There's no doubt that these were two of my favorite players in high school and college, and as the years pass it is going to be harder for me to pass on the opportunity to attend one.  I can't even imagine how insane the crowd will be when Derek Jeter goes in on the first ballot in 2020.

Brewers 42-55, -16.5, -10.0 WC (3 v. Pirates, 3 @ Padres, 3 @ Diamondbacks)
Reds 39-60, -20.5, -14.0 WC (3 @ Padres, 3 v. Cardinals, 3 @ Pirates
Twins 37-61, -19.5, -18.0 WC (3 v. White Sox, 4 @ Indians, 3 @ Rays)

Erik - 11 (+17 worked)

Peter - 23

Friday, July 22, 2016

Homerun Derby at Kenosha Harbor

All photos of 2016 Northwoods League HR Derby available on Flickr.

I went to one of the more unique baseball events I've ever been to earlier this week - the Northwoods League Homerun Derby.  That in and of itself may not sound too crazy, but when you add the fact that the derby was not in a stadium but rather at the Kenosha Harbor, well that's pretty crazy.  The Kingfish are following a recent trend, or perhaps a shift, in baseball minor and independent leagues to add a more unique twist to their all-star festivities.  The Camden Riversharks and Lake Elsinore Storm have both hosted homerun derbies that took place on a USS battleship, and a few years ago the Eastern League had a "hitting challenge" in lieu of the traditional homerun derby.  The KBO even held a "bunt derby" on the same night.  The Big Top Baseball-owned Kingfish were certainly a worthy contender to carry the torch of wacky all-star events and put on an excellent show on Monday night.  The event was so well promoted that it actually ended up in many national sports publications and came in at #8 on Sportscenter's Top 10 the next morning.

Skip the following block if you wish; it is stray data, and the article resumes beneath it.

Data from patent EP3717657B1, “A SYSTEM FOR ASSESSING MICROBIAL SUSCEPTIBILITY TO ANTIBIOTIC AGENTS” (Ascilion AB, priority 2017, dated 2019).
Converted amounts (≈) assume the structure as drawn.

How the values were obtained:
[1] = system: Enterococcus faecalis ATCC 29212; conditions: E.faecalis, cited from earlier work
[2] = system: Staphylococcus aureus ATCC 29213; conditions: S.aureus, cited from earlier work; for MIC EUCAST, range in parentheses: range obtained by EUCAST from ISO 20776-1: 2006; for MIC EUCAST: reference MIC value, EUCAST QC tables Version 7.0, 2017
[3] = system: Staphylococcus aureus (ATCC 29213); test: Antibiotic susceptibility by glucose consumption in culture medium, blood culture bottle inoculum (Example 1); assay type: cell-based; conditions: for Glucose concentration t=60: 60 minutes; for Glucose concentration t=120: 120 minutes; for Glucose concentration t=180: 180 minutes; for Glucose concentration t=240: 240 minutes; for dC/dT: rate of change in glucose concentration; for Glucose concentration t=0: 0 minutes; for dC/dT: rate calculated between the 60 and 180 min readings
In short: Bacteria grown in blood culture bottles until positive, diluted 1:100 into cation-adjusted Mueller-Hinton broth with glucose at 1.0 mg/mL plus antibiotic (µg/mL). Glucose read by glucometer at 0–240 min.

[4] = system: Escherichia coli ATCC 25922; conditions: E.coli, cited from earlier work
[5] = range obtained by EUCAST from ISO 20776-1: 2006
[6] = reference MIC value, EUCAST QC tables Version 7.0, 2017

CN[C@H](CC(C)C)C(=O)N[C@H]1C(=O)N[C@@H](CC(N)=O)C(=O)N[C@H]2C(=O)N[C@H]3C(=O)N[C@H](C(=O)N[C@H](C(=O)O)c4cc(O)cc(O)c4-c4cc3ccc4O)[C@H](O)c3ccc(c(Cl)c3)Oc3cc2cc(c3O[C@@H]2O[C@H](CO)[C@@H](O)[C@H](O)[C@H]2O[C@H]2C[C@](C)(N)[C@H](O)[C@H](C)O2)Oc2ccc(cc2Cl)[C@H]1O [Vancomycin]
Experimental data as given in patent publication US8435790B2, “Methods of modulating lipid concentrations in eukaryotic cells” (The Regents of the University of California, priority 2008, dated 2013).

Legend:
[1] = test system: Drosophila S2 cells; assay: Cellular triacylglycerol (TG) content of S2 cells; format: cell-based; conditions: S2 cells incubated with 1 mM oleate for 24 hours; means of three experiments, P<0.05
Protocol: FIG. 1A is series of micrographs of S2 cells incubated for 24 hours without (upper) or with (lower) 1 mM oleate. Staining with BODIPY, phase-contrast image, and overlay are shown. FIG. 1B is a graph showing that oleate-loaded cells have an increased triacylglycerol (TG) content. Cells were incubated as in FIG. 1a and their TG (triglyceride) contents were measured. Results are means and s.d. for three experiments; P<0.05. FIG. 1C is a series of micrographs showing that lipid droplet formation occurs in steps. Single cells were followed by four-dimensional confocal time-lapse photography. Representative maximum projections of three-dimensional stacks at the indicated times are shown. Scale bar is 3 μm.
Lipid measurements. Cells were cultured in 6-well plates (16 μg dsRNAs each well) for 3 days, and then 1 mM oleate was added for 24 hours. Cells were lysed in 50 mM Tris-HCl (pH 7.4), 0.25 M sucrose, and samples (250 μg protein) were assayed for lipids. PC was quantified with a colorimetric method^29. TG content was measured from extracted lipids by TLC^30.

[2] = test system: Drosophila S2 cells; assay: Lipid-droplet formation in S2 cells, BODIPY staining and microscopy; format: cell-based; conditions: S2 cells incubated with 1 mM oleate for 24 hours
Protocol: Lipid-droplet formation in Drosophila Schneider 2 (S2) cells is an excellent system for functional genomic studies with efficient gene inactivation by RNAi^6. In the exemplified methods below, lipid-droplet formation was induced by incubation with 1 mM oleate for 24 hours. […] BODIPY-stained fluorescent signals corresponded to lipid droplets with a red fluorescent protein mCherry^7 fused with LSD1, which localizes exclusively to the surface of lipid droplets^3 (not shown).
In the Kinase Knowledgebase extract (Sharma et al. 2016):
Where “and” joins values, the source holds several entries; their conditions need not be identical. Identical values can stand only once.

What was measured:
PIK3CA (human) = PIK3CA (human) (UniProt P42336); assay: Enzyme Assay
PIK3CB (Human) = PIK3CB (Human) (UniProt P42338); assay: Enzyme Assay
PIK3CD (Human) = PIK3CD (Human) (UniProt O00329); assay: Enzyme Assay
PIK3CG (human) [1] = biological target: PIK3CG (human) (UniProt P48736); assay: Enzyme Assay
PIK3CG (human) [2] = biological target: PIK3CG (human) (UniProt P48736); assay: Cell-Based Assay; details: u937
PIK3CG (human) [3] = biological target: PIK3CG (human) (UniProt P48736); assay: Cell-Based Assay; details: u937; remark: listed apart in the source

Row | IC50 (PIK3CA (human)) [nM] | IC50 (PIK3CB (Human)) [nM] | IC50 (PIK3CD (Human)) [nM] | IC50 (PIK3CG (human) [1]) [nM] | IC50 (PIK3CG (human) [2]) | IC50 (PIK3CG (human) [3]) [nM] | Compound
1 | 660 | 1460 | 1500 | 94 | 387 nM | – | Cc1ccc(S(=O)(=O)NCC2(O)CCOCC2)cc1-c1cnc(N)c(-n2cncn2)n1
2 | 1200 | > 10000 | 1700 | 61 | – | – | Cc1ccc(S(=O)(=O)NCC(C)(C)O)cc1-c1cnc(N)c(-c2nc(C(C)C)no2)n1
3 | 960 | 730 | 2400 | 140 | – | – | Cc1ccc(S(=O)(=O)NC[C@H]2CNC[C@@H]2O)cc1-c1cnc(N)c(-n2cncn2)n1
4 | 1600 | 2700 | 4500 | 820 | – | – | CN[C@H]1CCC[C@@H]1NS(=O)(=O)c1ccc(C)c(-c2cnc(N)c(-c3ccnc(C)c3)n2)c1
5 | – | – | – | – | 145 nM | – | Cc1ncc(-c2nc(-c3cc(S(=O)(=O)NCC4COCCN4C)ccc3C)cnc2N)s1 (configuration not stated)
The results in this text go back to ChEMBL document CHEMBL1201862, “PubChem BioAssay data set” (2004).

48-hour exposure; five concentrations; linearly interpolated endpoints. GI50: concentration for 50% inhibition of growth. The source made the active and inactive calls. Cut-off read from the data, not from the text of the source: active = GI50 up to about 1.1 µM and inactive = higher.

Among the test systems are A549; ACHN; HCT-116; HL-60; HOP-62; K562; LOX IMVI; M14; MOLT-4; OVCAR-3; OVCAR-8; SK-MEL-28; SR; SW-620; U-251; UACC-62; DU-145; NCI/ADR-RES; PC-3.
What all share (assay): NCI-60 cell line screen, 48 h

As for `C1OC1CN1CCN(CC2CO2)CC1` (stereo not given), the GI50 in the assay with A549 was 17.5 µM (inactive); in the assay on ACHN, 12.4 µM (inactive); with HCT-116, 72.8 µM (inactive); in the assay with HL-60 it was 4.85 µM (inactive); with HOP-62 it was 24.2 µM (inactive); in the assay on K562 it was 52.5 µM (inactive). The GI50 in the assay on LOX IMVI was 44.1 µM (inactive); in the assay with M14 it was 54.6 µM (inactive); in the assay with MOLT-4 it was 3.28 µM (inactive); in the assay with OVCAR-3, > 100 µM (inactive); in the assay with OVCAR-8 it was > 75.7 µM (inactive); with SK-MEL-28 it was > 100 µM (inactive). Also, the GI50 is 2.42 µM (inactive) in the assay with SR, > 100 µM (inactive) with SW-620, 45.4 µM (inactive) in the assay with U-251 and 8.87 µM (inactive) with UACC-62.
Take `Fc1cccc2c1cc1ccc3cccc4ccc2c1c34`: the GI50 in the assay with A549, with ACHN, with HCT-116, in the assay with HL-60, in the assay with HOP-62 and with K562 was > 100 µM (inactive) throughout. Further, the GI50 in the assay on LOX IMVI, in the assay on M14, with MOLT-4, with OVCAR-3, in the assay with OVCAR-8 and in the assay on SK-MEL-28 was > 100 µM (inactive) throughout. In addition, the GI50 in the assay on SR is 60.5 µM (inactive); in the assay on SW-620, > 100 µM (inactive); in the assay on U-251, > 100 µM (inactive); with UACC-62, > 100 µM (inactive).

The format of the event, which seems to change every year now, was set up as a regular 9-inning game, with one player from each division batting per half inning with 6 "outs" each.  At the end of the 9 innings, both a division and an individual player were crowned.  This format did two things - it gave a lot of players a chance to participate, but it also kept the event moving, as there were no lights at the harbor like you would have at a stadium and the derby had to be wrapped up before sundown.  The South Division rose again and beat the North rather handily, and hometown slugger Marty Bechina took home the individual title with 6 taters.